17. EBR-II Cover Gas Cleanup System upgrade distributed control and front end computer systems

    International Nuclear Information System (INIS)

    Carlson, R.B.

    1992-01-01

    The Experimental Breeder Reactor II (EBR-II) Cover Gas Cleanup System (CGCS) control system was upgraded in 1991 to improve control and provide a graphical operator interface. The upgrade consisted of a main control computer, a distributed control computer, a front end input/output computer, a main graphics interface terminal, and a remote graphics interface terminal. This paper briefly describes the Cover Gas Cleanup System and the overall control system; gives reasons behind the computer system structure; and then gives a detailed description of the distributed control computer, the front end computer, and how these computers interact with the main control computer. The descriptions cover both hardware and software

  18. Gestational trophoblastic neoplasms

    International Nuclear Information System (INIS)

    Demas, B.E.; Hricak, H.; Braga, C.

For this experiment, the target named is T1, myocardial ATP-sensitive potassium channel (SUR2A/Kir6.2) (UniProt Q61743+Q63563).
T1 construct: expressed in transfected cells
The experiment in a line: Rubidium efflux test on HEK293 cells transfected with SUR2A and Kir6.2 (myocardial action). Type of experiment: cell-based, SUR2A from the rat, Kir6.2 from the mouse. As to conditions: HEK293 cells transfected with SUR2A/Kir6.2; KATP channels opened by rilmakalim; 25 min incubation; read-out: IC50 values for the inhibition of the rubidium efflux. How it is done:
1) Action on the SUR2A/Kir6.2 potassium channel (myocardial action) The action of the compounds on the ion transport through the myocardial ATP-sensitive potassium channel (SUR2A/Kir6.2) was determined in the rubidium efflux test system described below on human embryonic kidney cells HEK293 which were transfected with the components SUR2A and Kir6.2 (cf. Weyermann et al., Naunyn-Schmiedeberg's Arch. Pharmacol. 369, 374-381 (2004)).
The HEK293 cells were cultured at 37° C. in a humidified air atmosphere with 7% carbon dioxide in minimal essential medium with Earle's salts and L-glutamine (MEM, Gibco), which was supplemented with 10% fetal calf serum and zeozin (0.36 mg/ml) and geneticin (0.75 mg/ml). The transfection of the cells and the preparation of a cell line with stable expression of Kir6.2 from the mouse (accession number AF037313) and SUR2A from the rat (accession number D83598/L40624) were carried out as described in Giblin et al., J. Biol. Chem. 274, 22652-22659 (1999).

1988-01-01

    Twenty-four women with suspected gestational trophoblastic neoplasms were evaluated prospectively to identify imaging algorithms optimal for treatment planning. All underwent chest radiography, chest CT, hepatic and cranial CT or MR imaging, and pelvic MR imaging. Ten also underwent pelvic CT, 13 pelvic US. The most sensitive imaging combination was chest CT, hepatic and cranial CT or MR imaging, and pelvic MR imaging. However, correct assignment to ACOG therapeutic categories was achieved by means of history, physical examination, beta subunit of human chorionic gonadotropin measurements, and chest radiography in 81% of patients. Hepatic and cranial imaging defined the need for radiation therapy. Chest CT was needed only when chest radiographs were negative. Pelvic imaging aided diagnosis but did not assist in treatment planning

  19. Principles of quantum computation and information volume II

    Energy Technology Data Exchange (ETDEWEB)

    Kok, P [Department of Physics and Astronomy, Hicks Building, Hounsfield Road, Sheffield S3 7RH (United Kingdom)

    2007-10-05